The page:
• Agreed!!! EdManage is the worst servicer ever. I have tried to get on the website for months and it has only allowed me to log on 2-3 times out of hundreds of attempts. I have to call and wait an hour to speak to someone who says they are aware of the problem but nothing has been done to fix it. I cannot even reset a password without getting server errors. I recently submitted an online payment that never processed. I have student loans with other servicers and have never had one problem. This is the second time they have not processed a payment properly. I just want to pay for my loans without spending hours of time to do it. I am considering consolidating just to get rid of EdManage as a servicer. EdManage is not equipped to service federal loans.

    • Doubly agreed. They are beyond horrible. I’ve had other loan servicers for years and never had the ridiculous issues that happen with EdManage. They are WOEFULLY ill-equipped to deal with servicing loans. When they make a mistake, you have to call them, and you sit on hold for an hour or more. They say you can “keep your place in queue and have us call you back” by pressing 1, but that doesn’t work either. They never call back. Just today I was sitting on the line and finally got to the front, only to have the CSR HANG UP on me.

      I need my tax info that they NEVER sent, but can’t log on to my account and can’t get them on the line to unlock my account (which locks me out EVERY time, even using my exact password, or trying the “forgot password” bs). What now? I should FAX them? I can’t email because I am only allowed to do that from my online account. That the site never lets me into.

      Who do we complain to? We can’t even contact them or have them fix mistakes. This is ridiculous. HOW did the US of Education EVER let these guys get a contract??

  6. In a strange case like this :
    A 60 years old student who attended a private university where he was taking ministry and if not the ministry itself he’d not even dream about going to school due to age, that student got removed from the ministry program for having failed twice a same class; the school refused to allow that student to continue even when he promise he will take the situation more seriously. That student was about to graduate in only 4 months. He got only 8 classes left which he would take within 2 semesters.
    Now my question is: who should repay for the cost?
    The school of course should know that at that age things would not be as easy as it is for a young adult. As ministry is a faithful area, it won’t be easy for that old person to be able to repay unless the possibility was present even prior to the beginning.
    What can you say about that terrible situation?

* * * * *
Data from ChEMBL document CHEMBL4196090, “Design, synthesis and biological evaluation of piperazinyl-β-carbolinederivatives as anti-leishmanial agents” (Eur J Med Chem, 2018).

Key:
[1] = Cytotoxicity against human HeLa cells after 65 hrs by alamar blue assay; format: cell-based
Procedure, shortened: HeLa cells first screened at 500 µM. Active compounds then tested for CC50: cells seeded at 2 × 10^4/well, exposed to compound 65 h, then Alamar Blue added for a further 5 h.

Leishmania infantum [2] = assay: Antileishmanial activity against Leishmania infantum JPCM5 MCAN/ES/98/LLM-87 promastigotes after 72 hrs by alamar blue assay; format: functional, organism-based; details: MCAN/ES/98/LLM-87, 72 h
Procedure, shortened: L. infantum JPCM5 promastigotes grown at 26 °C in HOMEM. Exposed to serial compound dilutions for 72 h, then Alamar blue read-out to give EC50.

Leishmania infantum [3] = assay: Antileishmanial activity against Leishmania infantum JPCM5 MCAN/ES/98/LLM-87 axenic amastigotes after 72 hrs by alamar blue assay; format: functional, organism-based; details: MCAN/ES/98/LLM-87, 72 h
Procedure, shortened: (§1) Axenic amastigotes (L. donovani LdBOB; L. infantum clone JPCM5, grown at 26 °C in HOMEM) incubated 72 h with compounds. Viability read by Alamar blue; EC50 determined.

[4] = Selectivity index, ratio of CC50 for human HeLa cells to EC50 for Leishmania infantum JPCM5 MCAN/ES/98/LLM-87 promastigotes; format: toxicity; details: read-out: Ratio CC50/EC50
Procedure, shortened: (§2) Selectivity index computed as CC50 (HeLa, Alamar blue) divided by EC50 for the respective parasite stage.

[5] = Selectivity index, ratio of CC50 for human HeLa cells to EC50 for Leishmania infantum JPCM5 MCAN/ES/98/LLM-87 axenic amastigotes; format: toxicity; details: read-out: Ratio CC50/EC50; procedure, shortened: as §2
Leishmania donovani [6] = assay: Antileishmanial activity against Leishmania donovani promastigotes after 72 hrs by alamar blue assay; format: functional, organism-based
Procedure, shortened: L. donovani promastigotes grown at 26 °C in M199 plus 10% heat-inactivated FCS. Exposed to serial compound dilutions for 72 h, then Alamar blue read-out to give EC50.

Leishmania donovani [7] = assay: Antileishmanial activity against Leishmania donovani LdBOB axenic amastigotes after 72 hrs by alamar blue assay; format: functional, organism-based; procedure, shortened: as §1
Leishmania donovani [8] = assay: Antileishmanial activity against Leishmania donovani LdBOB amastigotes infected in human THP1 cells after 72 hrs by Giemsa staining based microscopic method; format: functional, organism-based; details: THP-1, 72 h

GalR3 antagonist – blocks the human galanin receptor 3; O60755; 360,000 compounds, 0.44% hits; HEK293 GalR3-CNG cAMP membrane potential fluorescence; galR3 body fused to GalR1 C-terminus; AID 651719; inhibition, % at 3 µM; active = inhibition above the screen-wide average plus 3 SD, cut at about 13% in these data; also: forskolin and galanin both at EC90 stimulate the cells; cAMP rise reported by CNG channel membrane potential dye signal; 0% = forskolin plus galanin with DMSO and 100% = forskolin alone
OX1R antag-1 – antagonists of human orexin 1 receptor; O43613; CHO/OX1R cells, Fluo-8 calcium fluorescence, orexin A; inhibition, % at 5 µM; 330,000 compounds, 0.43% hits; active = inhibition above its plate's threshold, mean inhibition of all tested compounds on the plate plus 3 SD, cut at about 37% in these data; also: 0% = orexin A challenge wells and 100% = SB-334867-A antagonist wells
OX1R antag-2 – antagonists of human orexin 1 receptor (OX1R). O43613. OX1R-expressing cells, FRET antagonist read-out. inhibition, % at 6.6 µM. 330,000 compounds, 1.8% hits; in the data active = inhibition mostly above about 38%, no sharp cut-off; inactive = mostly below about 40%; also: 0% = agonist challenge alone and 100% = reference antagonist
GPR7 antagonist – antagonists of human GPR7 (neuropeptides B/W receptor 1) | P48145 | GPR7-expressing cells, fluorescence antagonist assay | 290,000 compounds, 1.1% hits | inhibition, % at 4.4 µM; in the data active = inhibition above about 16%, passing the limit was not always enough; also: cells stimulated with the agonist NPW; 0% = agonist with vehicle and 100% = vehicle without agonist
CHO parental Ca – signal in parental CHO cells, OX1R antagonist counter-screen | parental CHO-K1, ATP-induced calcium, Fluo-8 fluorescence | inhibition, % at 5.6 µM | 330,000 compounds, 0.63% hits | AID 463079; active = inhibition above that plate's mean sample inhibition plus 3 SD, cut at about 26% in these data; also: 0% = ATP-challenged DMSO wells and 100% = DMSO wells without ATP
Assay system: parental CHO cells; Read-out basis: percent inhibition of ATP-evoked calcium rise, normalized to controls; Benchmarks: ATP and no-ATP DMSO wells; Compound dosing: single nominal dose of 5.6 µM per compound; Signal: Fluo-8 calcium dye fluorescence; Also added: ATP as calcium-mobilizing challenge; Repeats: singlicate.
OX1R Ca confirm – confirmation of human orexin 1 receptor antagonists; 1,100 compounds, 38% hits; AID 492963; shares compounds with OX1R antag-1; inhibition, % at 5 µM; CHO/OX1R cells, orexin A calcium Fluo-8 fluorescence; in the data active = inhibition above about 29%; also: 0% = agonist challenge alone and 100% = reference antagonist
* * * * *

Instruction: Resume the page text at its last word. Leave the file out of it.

7. When Direct Loans sold my loan to EdManage a $250.00 payment I made on November 1, 2012 (cleared bank) HAS NEVER been applied to my loan. Two months plus and still not been applied. I have called many times still not applied and no documentaiton will be sent to me explaining when it will be applied. The US Department of Education has my $250.00 dollars and I would like a refund plus interest.

  8. Do parents who had to take out PLUS loans to help their children through college qualify for this repayment option?

  9. Is the loans still bearing interest during thsi cap? What percentage of monthly payment is going towards the principle and what towards interest? Repayment options are not helpful if the majority of the repayment amount is only applied towards interest….

    • @Deb With Pay as You Earn, interest on your student loans will accumulate as it usually would. So, the amount of a payment that goes to interest and principal will still be determined by the balance and interest rate on the loan. In addition, you have a 20-year repayment period, which is longer than the 10-year standard repayment plan. So, a reduced monthly payment under Pay As You Earn (that can be less than accruing interest) and an extended repayment period means you’ll be repaying your loan for a longer period of time, and paying more total interest over the life of the loan (unless you receive Public Service Loan Forgiveness).

      However, Pay as you Earn includes two interest benefits for those whose payments do not cover all accruing interest. First, if you have subsidized loans, the difference between your payment and the amount of interest that accrues on such loans will be paid by the Department of Education for up to three years. Second, interest is not capitalized under the Pay As You Earn Plan unless you: (1) are no longer making payments based on income (lose partial financial hardship) or (2) leave the plan entirely. Even if interest capitalizes under the Pay As You Earn Plan, the amount that capitalizes is limited to 10% of the balance of your loans.

      Here is some information to help you compare the advantages and disadvantages of Pay as You Earn: StudentAid.gov/payasyouearn. If you are interested in Public Service Loan Forgiveness, you can find more information here: StudentAid.gov/publicservice. Talk to your loan servicer for information specific to your situation.

      Cameron Brenchley
      Office of Communications and Outreach

  10. Talofa from American Samoa;
    I am a concerned graduate of 1998 from Missouri Valley College, Marshall MO, residing in American Samoa. I started teaching at Tafuna High School from 1998 until today and is indeed very much in need of assistance to help with my student loan. I have participated in various workshops in our nation’s capitol through the Close Up Program, Teacher’s Training in Honolulu, HI, 2012: Transforming America, Hawaii and the Pacific workshop at Pearl Harbor and Tokai University, and my hometown in American Samoa. From a low paying territory and is entitled to Article I, I have requested for a Loan Forgiveness from Sallie Mae and hopefully it will get approved. Therefore, I humbly request the US DOE for assistance in this matter if all possible. Thank You and Sofua. In other words, Mahalo and God Bless.

    • Thanks for your comment. While the Department of Education won’t intervene while your loan provider is reviewing your request, if you need additional assistance with resolving disputes, please visit the FSA Ombudsman website.